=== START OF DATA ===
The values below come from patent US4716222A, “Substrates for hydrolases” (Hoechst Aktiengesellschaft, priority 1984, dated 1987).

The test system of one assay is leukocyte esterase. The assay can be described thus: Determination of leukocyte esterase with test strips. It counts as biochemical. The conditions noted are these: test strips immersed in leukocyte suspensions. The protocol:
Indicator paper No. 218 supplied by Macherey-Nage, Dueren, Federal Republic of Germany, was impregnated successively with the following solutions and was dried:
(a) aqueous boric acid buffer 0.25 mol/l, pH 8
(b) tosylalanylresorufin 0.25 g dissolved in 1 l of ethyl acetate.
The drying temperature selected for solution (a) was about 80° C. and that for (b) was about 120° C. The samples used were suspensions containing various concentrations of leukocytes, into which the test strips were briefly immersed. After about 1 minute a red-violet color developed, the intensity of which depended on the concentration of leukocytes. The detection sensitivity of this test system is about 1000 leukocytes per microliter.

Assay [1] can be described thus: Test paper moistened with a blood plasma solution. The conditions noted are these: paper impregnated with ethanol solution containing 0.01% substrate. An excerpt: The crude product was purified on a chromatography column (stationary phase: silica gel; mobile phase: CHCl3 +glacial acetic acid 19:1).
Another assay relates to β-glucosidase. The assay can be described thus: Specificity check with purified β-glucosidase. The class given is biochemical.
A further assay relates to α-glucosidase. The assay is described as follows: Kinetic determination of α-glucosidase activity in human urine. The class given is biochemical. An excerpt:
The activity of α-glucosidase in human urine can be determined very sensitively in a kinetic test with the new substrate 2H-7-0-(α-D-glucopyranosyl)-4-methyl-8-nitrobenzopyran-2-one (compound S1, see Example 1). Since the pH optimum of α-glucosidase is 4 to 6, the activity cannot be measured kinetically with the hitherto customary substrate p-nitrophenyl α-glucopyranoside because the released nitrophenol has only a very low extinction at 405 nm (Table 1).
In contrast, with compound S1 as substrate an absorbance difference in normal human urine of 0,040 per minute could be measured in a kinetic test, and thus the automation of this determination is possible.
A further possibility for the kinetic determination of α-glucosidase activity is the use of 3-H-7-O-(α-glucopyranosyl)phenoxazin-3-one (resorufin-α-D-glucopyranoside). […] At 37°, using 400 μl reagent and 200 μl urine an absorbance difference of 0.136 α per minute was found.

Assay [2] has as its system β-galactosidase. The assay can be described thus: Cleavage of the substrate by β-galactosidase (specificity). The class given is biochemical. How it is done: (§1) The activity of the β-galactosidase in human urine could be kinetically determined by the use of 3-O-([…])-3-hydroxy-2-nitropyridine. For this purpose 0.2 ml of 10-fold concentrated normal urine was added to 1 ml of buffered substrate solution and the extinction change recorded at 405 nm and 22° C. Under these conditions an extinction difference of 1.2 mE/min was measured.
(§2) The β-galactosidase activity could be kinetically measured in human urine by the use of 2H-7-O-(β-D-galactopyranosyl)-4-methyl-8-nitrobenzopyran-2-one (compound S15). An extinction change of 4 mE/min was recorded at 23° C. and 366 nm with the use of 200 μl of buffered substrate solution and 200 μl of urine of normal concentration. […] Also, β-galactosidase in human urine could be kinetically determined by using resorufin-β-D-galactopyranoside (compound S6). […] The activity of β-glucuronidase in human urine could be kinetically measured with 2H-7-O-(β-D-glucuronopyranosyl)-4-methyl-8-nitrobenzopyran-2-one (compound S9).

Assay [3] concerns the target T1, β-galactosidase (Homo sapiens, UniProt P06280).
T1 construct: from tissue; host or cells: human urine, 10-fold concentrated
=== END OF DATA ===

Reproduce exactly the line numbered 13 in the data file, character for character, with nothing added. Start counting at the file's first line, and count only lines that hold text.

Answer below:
Assay [2] has as its system β-galactosidase. The assay can be described thus: Cleavage of the substrate by β-galactosidase (specificity). The class given is biochemical. How it is done: (§1) The activity of the β-galactosidase in human urine could be kinetically determined by the use of 3-O-([…])-3-hydroxy-2-nitropyridine. For this purpose 0.2 ml of 10-fold concentrated normal urine was added to 1 ml of buffered substrate solution and the extinction change recorded at 405 nm and 22° C. Under these conditions an extinction difference of 1.2 mE/min was measured.